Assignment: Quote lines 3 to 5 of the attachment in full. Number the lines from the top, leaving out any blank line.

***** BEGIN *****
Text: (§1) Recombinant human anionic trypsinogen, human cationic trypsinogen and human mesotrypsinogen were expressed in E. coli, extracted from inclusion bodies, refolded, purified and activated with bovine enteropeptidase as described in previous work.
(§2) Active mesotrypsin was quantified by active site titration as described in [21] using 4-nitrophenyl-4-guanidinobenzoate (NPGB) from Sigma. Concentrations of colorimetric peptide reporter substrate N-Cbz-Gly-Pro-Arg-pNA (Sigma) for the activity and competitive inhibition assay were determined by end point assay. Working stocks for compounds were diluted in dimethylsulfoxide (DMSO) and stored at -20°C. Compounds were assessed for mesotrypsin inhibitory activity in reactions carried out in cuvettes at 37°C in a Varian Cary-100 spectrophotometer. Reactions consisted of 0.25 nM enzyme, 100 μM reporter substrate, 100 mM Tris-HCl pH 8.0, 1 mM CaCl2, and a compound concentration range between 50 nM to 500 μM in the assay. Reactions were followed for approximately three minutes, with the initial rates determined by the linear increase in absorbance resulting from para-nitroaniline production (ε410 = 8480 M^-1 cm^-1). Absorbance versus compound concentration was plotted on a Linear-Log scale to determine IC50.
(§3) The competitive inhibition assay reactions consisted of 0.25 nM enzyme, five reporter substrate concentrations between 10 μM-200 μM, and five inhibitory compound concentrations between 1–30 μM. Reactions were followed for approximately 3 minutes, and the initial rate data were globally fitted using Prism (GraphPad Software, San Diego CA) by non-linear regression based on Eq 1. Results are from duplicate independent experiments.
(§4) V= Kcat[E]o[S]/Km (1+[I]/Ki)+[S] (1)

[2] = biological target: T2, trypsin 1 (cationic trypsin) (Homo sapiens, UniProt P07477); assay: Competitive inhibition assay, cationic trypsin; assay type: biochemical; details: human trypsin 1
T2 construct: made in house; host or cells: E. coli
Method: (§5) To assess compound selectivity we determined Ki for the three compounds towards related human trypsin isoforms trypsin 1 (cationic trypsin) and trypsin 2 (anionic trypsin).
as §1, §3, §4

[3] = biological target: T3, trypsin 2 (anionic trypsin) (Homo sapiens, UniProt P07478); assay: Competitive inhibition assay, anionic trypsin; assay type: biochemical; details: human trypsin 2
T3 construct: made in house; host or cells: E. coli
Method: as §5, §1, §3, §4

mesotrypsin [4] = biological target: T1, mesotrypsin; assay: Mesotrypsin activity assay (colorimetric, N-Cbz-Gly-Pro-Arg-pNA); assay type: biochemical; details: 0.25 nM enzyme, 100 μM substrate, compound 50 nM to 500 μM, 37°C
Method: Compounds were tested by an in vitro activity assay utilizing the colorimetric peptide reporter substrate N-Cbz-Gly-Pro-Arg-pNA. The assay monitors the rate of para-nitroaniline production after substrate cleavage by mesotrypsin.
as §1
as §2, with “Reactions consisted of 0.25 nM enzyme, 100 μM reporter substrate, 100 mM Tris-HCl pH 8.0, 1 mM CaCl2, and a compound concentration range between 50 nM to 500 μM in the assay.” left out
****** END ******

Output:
(§3) The competitive inhibition assay reactions consisted of 0.25 nM enzyme, five reporter substrate concentrations between 10 μM-200 μM, and five inhibitory compound concentrations between 1–30 μM. Reactions were followed for approximately 3 minutes, and the initial rate data were globally fitted using Prism (GraphPad Software, San Diego CA) by non-linear regression based on Eq 1. Results are from duplicate independent experiments.
(§4) V= Kcat[E]o[S]/Km (1+[I]/Ki)+[S] (1)

[2] = biological target: T2, trypsin 1 (cationic trypsin) (Homo sapiens, UniProt P07477); assay: Competitive inhibition assay, cationic trypsin; assay type: biochemical; details: human trypsin 1